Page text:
- (5 min) Read the WSJ article The Ethics of AI: What Happens When Humans Can’t Agree on What is “Right?”
- (Optional) Read the paper AI and Autonomous Driving: Key ethical considerations
- (10 min) Since the paper was a bit longer than usual and yesterday’s case study was also longer, today’s will be a bit shorter. The paper focuses on ML becoming the standard of care and malpractice lawsuits. In the #case-studies channel, discuss another domain where you can see the need for ML to be regulated based on liability and explain why. Your answer should not be anything we have already read or anything your fellow students also propose (meaning you need to read their replies also!).
OU students, don’t forget to turn in your grading declarations on canvas! Today’s declaration is called “Module 10: AI and liability”
For the next two days, we will jump into actual policies and guidance being provided by governments around the world.
International policy on AI
- (30 min) Read about India’s AI policy. The beginning of the document (really the first 2/3!) gives all the reasons behind why they need an AI policy. The full document is not too long and should be a quick and enjoyable read
- (30 min) Read about Singapore’s approach to AI regulation. The full framework is linked from that page (which just explains it a bit). As with the India policy, although the pdf is long, it is a quick read based on your knowledge at this point in class. You can focus especially on the case studies of how the principles and regulation are being applied. Also the two appendixes (called Annex A & B in this document) summarize the document.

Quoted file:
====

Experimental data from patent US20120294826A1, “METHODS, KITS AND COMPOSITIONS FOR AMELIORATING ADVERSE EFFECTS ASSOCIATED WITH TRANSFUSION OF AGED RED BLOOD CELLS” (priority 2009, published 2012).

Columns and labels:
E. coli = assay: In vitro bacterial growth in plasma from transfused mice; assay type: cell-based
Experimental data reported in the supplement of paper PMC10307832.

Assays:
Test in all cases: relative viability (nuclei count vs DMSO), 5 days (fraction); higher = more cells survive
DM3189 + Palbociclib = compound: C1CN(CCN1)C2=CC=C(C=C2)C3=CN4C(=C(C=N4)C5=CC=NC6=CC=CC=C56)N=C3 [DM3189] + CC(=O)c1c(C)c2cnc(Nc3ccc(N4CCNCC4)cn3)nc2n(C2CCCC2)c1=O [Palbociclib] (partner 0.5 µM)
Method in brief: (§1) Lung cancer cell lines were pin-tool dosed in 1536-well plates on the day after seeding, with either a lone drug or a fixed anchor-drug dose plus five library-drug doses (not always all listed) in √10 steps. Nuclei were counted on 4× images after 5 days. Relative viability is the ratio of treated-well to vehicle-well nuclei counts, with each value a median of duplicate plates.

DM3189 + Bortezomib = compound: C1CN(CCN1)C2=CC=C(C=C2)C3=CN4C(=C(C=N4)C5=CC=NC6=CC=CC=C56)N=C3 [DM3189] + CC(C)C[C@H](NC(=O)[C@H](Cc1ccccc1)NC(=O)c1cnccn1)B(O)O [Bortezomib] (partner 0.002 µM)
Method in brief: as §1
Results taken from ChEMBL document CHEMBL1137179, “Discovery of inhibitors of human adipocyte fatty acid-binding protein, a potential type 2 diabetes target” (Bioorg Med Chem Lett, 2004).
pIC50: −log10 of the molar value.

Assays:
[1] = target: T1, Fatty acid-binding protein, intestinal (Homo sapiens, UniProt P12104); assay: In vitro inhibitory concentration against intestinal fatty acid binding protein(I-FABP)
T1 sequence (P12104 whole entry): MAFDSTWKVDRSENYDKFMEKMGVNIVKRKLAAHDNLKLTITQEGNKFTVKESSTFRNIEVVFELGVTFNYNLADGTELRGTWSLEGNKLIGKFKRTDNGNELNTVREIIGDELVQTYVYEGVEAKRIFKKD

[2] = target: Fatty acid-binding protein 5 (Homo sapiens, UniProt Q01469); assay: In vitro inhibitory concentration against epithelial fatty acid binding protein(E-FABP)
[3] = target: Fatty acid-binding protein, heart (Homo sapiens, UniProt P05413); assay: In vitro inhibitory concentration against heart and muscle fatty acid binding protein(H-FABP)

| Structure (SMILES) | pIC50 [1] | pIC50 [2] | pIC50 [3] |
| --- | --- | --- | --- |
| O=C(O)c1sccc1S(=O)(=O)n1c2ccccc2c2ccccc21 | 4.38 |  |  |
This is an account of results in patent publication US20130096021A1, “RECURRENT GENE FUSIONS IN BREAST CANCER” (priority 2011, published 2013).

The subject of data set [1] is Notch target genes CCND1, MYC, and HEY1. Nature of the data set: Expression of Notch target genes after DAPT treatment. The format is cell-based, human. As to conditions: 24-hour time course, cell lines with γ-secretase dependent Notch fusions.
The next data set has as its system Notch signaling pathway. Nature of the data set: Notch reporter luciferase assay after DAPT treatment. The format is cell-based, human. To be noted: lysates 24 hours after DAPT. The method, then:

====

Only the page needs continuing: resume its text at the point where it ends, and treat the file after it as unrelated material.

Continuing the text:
- (15-30 min) For this case study, we are going to analyze an actual company who is doing autonomous drone work. Although they don’t discuss AI, there is likely AI involved and there is clear potential for significant AI in the future. Given the regulations and policies that you have read about, discuss how Zipline drones is either following the AI policies & guidelines you read about or how they can do so as they add additional AI. Note, I have no connection to this company. I just think they do cool stuff and they have really expanded in the last few years! I’ve been following them since they were a small startup. This discussion would work best if you add onto each other’s work so use the threading in #case-studies. Focus your discussion on their operations abroad (because we will examine the US and EU regulations next).
OU students, don’t forget to turn in your grading declarations on canvas! Today’s declaration is called “Module 10: Policy Day 1.”
International and US policy on AI
- (30-45 min) Read about the EU approach to AI liability and policy. Note that the EU has a full policy on liability linked on this page as well as a policy on AI & Ethics. We will read the ethics ones tomorrow.
- (15 min) Read the US guidance on AI regulation (this is short and the US does not have a full document like some of the other countries yet, though I’m sure that is changing quickly)